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The future of Tampa Bay transit: Are we putting all our eggs in one basket?

There could be as many as 5 million more people in Florida in just over 10 years. Are we ready?

TAMPA -- The future of transportation in Tampa Bay is still unknown. There have been some developments recently like the possibility of bus rapid transit, but there isn’t a master plan yet. With light rail excluded from the conversation, how can we solve the traffic nightmare?

There could be as many as 5 million more people in the state of Florida by 2030, according to the Florida Chamber of Commerce. One big draw to the state is jobs, but workers have to be able to get to their job first.

“It’s been a challenge. It really has,” said Jim Jerome.

Jerome recently moved to Hudson from Minneapolis, Minnesota. He and his wife chose to buy a home in Hudson because it was affordable, but they didn’t anticipate the transportation struggle.

"We want to work in Tampa, but there's not an opportunity to drive without being on the road for an hour or hour and a half each way,” said Jerome.

The momentum in Tallahassee is to spend billions of dollars on new interstate express lanes. Plans may include Bus Rapid Transit, too. Lawmakers hope those band-aids address the problems until autonomous cars bail us out and solve long term problems. Is this putting all our eggs in one basket?

“An express bus or BRT makes a lot of sense, but not by itself," said Dr. Robert Bertini, Director of The Center for Urban Transportation Research at the University of South Florida.

Dr. Bertini believes our area only has pieces of the solution.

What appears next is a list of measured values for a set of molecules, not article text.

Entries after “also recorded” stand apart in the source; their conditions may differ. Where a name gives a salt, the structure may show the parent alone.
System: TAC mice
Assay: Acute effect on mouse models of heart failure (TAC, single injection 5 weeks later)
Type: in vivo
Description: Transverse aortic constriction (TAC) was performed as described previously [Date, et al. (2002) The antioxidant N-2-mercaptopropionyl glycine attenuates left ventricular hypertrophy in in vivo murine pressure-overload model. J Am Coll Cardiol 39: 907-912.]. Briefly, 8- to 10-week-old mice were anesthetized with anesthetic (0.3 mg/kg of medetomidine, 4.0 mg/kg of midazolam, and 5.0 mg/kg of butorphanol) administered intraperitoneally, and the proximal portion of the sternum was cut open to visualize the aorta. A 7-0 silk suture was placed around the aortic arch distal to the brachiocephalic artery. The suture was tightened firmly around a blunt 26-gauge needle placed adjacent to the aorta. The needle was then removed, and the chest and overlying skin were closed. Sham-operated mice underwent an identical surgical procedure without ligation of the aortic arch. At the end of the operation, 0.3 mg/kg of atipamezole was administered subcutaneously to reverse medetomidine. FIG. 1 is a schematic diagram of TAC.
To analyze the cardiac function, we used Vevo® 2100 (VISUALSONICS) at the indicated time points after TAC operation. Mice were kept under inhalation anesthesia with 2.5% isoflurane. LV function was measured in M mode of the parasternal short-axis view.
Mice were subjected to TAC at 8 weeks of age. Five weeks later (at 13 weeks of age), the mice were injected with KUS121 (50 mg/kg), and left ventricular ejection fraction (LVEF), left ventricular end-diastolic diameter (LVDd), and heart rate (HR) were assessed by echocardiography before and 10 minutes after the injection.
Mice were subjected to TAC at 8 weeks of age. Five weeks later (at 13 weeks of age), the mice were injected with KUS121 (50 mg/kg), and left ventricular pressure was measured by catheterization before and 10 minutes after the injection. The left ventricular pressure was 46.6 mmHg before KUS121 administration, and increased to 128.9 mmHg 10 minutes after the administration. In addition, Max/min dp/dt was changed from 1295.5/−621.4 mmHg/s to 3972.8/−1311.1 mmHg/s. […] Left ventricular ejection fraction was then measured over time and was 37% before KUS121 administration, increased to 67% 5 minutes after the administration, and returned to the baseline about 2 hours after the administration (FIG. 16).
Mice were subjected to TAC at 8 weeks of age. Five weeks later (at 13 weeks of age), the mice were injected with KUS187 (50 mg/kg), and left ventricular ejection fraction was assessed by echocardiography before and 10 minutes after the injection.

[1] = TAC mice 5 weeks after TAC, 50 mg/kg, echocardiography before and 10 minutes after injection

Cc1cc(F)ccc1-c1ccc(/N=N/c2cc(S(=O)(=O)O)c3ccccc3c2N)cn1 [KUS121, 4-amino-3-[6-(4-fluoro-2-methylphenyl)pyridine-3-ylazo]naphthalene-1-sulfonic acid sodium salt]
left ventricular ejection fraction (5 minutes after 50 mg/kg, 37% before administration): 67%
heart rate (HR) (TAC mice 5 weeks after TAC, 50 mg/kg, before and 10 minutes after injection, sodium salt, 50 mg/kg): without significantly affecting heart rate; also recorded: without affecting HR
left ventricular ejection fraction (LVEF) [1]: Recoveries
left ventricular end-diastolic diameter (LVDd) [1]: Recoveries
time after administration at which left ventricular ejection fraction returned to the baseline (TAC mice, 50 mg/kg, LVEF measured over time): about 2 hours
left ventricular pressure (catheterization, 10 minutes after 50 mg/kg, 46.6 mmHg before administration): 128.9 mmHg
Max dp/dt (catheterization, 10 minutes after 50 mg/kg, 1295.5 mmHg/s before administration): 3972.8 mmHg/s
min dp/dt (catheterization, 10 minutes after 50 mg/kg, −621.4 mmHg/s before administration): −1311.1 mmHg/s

"We don't want to put all our eggs in one basket. We want to embrace and value the diversity of uses in the transportation system," he said.

One leader driving things forward is Republican Senator Dana Young. She is pushing for a bill that would fund $60 million for high-tech solutions like autonomous vehicles and rapid buses. The money would come from projects that didn’t pass.

“It was primarily geared toward high speed rail and passenger rail systems. There are plenty of opportunity through [The Florida Department of Transportation] to fund those types of projects, but what we decided we need is a funding source for alternative transportation," said Senator Young.

She said autonomous vehicles could solve many of our traffic problems. However, that can’t be our only answer. Take Minneapolis, for example, where Jim is from.

“In Minneapolis, transit is king. You park your car at the Park and Ride, hop on a bus, and go into downtown.”

Minneapolis has a bus system, light rail, and commuter rail. The city’s transportation system connects the entire metropolis. Tampa Bay still needs a comprehensive plan that considers the whole area.

“Our job as transportation professionals is to create more options for people as opposed to taking them away. We need to come up with our own solution. We need to harness the power of the region and leadership to come up with a solution, “ said Dr. Bertini.

Here is a timeline of current and future transit projects in Tampa Bay:

- Tampa Bay Next: The Florida Department of Transportation is still getting feedback for a study that will reevaluate toll lanes on Interstate 275 through Tampa. No decisions will be made until the study is completed in 2020.

- Veteran’s Expressway: The first project includes adding toll lanes on the Veteran’s Expressway between Dale Mabry Highway and Gunn Highway. These will open in Spring 2018. The second project includes adding a fifth southbound lane from State Road 60 to Tampa International Airport. This will be completed in 2019.

- Gateway Express Lanes: The “Gateway” area is in Pinellas County. The $545 million project will add toll lanes to 12 miles of roadways. It is expected to be complete in 2021.

- I-275 through Westshore Area: This project costs $25 million and will add a third lane in both directions of Interstate 275 from West Shore Boulevard to Dale Mabry Highway. It is expected to be complete in 2020.

- Selmon Expressway Extension: This $236 million project will add a 1.9 mile toll lane to the median of Gandy Boulevard. It is expected to be complete by Fall 2020.

- The Howard Frankland Bridge: The $750 million project includes building a new eight-lane bridge complete with two toll lanes in both directions and pedestrian and bike paths. Expected to be completed in 2024.

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